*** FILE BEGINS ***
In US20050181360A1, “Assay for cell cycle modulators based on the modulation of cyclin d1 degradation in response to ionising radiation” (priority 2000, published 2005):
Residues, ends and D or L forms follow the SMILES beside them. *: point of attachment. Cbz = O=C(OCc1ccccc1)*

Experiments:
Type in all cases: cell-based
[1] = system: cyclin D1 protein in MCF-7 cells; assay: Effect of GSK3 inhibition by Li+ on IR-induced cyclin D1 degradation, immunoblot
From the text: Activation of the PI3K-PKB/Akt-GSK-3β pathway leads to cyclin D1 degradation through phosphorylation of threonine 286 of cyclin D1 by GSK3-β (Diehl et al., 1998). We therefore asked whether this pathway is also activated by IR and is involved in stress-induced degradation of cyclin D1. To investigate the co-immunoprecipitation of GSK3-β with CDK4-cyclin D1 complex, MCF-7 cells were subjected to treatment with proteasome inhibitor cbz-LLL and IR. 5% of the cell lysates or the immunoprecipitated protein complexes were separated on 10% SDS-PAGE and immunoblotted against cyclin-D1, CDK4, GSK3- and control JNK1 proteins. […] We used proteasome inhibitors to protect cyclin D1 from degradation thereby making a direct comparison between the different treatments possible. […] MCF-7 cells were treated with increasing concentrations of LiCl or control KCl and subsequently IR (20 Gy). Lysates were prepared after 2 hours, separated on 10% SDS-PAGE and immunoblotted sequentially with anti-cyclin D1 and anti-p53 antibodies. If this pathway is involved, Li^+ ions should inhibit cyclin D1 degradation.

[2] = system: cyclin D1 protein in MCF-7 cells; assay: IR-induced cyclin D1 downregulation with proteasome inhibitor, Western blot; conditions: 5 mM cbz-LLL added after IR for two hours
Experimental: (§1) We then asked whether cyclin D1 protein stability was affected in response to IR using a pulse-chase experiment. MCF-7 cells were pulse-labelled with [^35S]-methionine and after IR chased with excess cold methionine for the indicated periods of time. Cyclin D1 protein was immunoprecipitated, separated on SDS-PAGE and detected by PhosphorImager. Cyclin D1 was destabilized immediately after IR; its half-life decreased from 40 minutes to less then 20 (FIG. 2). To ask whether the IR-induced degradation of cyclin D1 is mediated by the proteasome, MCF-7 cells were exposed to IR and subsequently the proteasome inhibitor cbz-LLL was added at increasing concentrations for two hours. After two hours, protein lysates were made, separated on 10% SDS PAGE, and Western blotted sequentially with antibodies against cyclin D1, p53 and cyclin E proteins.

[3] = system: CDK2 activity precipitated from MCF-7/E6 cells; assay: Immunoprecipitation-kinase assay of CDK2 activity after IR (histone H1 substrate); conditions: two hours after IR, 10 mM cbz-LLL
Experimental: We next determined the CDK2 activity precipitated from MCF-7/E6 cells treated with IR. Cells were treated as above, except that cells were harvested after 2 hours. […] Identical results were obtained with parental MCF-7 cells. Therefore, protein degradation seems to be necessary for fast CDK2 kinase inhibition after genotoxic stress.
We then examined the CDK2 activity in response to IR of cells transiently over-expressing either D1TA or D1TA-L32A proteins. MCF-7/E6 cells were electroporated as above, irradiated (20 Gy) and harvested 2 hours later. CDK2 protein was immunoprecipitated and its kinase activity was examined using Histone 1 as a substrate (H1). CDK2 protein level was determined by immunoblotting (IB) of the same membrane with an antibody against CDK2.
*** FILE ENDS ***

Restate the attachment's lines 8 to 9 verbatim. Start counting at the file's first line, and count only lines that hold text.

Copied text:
Experimental: (§1) We then asked whether cyclin D1 protein stability was affected in response to IR using a pulse-chase experiment. MCF-7 cells were pulse-labelled with [^35S]-methionine and after IR chased with excess cold methionine for the indicated periods of time. Cyclin D1 protein was immunoprecipitated, separated on SDS-PAGE and detected by PhosphorImager. Cyclin D1 was destabilized immediately after IR; its half-life decreased from 40 minutes to less then 20 (FIG. 2). To ask whether the IR-induced degradation of cyclin D1 is mediated by the proteasome, MCF-7 cells were exposed to IR and subsequently the proteasome inhibitor cbz-LLL was added at increasing concentrations for two hours. After two hours, protein lysates were made, separated on 10% SDS PAGE, and Western blotted sequentially with antibodies against cyclin D1, p53 and cyclin E proteins.

[3] = system: CDK2 activity precipitated from MCF-7/E6 cells; assay: Immunoprecipitation-kinase assay of CDK2 activity after IR (histone H1 substrate); conditions: two hours after IR, 10 mM cbz-LLL